In today’s App Friday round, John Tarley - a lawyer based in Williamsburg, Virginia who represents small businesses and homeowners associations - discusses his favorite iPad apps, Notes Plus and HBO Go.
archives of posts, reviews and news of LTR grouped by year: 2011
The Dragon Dictation 2.0 mobile app for the iPhone is a versatile tool. In this review of the free speech-recognition app, we explain how to use Dragon Dictation for emails, texting, social media status updates and the creation of longer texts and notes.
In today’s App Friday round, Christopher Dixon — a St. Louis personal injury lawyer and co-founder of The St. Louis Suit Project — discusses his favorite iPhone apps, FastCase and XMarks.
Traditionally lawyers dictate documents, assistants transcribe and then a hard copy is returned to the lawyer for review. But now an iPad with iAnnotate is reducing the amount of time and paper required for the review-and-revision process.
In today’s App Friday round, Debora Plehn-Dujowich — a scientist and intellectual property attorney — shares some of her favorite apps for iPad and iPhone.
Although the newest smartphone apps and the latest gadgets, such as the iPad, can boost productivity, lawyers should also review the technology they already have in place to see whether there are features they’ve been missing. This week, Kansas City lawyer Zach Bickel shares three tips that will help you get the most from Outlook.
It used to be that when Indiana lawyer Hunter Reece walked into bankruptcy court or a trustee’s meeting, he was toting eight to 10 files along with him. Not only was it a bulky and inconvenient to flip through stacks of paper, he had to make sure that the folders were never misplaced. About two years ago, though, when Reece bought an iPad, that all changed. He replaced the stack of files with one electronic device. Instead of shuffling through all that paper to find the right pleading, he only had to scroll down a screen.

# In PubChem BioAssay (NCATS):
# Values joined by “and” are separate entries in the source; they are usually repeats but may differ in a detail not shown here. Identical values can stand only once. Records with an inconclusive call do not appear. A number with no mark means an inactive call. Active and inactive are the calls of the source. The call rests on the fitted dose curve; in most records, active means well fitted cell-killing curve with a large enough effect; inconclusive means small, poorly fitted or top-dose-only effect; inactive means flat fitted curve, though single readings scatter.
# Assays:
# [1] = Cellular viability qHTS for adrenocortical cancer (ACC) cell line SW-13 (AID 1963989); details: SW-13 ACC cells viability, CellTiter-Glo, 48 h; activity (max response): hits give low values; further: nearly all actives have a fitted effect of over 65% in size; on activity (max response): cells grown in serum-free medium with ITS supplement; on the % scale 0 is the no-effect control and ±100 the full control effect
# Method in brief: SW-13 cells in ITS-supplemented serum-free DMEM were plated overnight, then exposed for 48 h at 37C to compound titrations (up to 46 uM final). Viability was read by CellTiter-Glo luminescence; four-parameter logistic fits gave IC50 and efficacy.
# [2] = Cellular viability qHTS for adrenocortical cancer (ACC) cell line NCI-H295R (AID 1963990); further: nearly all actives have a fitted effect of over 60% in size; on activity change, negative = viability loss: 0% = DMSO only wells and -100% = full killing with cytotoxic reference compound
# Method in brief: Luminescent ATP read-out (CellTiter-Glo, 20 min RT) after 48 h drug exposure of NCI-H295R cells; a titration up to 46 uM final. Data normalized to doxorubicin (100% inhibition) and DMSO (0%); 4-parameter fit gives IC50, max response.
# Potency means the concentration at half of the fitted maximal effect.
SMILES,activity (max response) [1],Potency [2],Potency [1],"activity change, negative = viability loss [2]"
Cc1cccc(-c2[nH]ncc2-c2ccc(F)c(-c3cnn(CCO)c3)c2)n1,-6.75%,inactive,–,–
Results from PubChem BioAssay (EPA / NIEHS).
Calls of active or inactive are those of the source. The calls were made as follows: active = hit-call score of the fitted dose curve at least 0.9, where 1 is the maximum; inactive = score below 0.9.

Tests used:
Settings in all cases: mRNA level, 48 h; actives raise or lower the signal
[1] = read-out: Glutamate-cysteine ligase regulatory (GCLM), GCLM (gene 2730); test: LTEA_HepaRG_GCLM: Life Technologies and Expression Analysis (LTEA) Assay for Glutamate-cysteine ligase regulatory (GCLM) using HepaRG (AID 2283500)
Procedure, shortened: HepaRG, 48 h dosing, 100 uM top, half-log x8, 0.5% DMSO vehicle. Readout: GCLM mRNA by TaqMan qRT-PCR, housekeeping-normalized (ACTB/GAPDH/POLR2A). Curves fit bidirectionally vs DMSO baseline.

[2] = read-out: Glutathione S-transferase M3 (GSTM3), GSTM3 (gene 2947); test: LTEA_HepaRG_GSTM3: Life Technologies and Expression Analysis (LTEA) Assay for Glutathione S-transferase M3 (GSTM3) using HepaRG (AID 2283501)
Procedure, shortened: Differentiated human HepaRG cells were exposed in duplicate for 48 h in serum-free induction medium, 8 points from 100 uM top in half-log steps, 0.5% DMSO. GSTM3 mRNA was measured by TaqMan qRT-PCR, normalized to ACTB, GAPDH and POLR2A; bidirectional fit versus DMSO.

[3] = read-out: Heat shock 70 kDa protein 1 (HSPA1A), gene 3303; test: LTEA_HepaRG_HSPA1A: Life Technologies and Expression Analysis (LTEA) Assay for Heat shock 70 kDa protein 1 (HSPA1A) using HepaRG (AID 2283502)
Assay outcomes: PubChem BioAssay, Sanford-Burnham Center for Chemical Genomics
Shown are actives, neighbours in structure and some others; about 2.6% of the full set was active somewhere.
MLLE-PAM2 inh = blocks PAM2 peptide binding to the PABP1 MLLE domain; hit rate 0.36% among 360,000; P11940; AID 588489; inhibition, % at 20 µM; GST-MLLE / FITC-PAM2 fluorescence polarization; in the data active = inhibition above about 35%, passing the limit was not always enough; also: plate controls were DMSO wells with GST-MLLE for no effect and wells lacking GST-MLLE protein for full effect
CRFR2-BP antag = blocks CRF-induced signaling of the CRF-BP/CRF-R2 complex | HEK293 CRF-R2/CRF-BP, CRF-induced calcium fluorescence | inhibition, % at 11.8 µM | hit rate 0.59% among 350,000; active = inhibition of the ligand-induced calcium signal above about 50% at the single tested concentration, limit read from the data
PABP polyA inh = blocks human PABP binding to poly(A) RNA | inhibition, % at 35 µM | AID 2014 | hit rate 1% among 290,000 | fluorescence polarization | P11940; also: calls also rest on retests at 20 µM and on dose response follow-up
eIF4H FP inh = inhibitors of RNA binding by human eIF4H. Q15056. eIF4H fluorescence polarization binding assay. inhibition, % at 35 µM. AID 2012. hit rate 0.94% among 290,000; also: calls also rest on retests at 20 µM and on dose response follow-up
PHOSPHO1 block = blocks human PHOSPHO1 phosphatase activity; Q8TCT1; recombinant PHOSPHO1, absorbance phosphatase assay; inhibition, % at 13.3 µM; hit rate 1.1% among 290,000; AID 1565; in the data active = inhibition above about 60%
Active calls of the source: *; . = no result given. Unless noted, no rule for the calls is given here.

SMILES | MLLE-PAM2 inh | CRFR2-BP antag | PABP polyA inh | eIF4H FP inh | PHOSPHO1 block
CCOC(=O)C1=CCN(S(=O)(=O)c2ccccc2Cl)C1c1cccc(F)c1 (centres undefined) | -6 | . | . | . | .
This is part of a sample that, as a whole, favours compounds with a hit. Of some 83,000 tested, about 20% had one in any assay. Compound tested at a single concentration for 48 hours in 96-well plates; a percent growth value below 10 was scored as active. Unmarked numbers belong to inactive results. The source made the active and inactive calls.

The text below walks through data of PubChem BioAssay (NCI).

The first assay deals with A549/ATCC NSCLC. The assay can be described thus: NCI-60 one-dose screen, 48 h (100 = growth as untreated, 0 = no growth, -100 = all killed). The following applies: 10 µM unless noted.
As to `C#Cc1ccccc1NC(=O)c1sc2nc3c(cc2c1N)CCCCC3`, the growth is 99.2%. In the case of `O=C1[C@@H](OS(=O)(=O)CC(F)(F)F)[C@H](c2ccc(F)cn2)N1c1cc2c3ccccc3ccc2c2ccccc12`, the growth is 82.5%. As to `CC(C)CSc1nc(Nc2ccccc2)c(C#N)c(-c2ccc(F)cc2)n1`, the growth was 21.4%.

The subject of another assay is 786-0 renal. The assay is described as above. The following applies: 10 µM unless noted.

Dropbox has quickly become one of the most popular cloud-based storage services among lawyers. But recent accusations leveled by one prominent security researcher may have some attorneys reconsidering the choice. The central issue is whether Dropbox employees have access to the contents of a user’s file.
In today’s App Friday round, Ted Brooks —trial consultant and the go-to person for legal technology in high-stakes and celebrity litigation — shares some of his favorite apps.
For many years, legal research has often meant choosing between tedium in a musty library or paying for computerized research. But Google Scholar, a free legal research tool, offers lawyers a third way. If you haven’t tried Google Scholar, you will be surprised at what you find. Here are some quick tips on how to use Google Scholar to boost the efficiency of your legal research.